A worm egg count reduction test (WECRT) should be conducted every 3 years.

The relevance of any WECRT data older than 5 years should be questioned. The majority of the published WECRT data done with new products like Startect® predates 2014C. Recent experience with monepantel (active in Zolvix®) confirms that, with repeated use, you can select for resistant worms “in less than 2 years of the product first being used on the farm” A. The best way to know whether a particular drench works on your property is by doing a worm egg count reduction test (WECRT or FECRT). Every time we drench we select for resistant worms against that drench, and therefore we have to do the WECRT at least every 3 years.

2020 Vision

This technical note endeavours to provide an updated view of drench efficacy in 2020. Figure 1 represents the average efficacy across 22 WECRTs conducted by Virbac between 2018 and 2020, using the arithmetic mean (AM)B. The ‘overall efficacy’ represents the reduction in total worm egg counts. Barber’s pole worms were the most difficult to control. The results were not surprising as the majority of these WECRTs were done in NSW, where worm management can be challenging.

No property is the same

Every property is different, with most properties still having two or more products
available with high efficacy. By incorporating non-chemical worm management strategies with regular testing, and avoiding repeated use of the same product, producers can still achieve sustainable worm management.

Monitoring worms on your property

Conduct a Faecal Egg Count Reduction Test (FECRT), including larval differentiation, at least every three years to determine the drench resistance status on your property. If this is not possible, conduct pre- and post drench faecal egg counts (FEC) to confirm the efficacy of your selected drench. Monitor worm burdens by doing FECs every 4 – 8 weeks and drench only when required.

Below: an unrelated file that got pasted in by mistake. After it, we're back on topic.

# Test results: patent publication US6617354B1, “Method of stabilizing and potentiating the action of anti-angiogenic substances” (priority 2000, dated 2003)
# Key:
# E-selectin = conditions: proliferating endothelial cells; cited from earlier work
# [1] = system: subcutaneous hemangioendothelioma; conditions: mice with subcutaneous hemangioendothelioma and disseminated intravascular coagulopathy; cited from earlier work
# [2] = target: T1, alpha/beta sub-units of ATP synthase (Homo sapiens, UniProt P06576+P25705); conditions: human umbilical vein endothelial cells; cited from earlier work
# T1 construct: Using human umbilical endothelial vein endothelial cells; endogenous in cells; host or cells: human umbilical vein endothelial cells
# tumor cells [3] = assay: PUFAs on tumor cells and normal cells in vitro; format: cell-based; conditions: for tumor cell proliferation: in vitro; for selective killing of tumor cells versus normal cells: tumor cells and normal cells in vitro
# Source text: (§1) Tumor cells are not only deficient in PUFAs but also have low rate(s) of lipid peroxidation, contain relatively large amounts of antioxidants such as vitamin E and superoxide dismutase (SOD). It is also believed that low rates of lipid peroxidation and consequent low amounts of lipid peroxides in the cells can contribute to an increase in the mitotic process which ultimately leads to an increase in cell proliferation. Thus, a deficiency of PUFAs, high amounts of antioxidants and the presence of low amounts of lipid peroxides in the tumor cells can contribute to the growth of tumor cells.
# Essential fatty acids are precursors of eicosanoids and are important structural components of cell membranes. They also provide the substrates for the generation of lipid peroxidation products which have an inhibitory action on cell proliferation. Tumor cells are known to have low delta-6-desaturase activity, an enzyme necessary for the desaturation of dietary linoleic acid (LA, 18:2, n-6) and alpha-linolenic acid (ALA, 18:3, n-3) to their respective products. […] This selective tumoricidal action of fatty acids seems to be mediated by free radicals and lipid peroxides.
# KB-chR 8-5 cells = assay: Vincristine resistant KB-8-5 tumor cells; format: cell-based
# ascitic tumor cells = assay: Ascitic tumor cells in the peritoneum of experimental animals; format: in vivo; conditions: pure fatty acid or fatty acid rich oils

Choosing the right drench
1. Select a drench that is currently highly effective on the property (above 95% efficacy)
2. Selecting a drench with a short withhold period (WHP) and export slaughter interval (ESI) if the animals are to be sold soon.
3. Using combination drenches are recommended due to their ability to obtain a higher efficacy than single active drenches and also slow down
the development of resistance.
4. Use different, highly effective actives to what you used last time

  • A unique formulation that delivers powerful and persistent control via three modes of action that individually exhibit broad spectrum control against the most important nematodes in sheep.

  • Contains the unrivalled potency and persistency of moxidectin 1 – the only premium combination drench on the market that does not include abamectin.

  • Controls worms with single, double or triple resistance to white, clear or mectin’ drenches or monepantel.

  • Shortest ESI of any premium drench (17 days).

Tridectin® – registered trademark of Virbac
Startect®– registered trademark of Zoetis
Zolvix®– registered trademark of Novartis (Elanco)

A.  Scott, I, Pomroya, WE, Kenyona, PR, Smith, GAdlingtona, B, Moss, A 2013, Lack of efficacy of monepantel against Teladorsagia circumcincta and Trichostrongylus colubriformis, Veterinary Parasitology 198, pp. 166-171. B. Virbac, Data on file, 2020 C. Zoetis, Data on file, 2014, startect.com.au, viewed 15 September 2020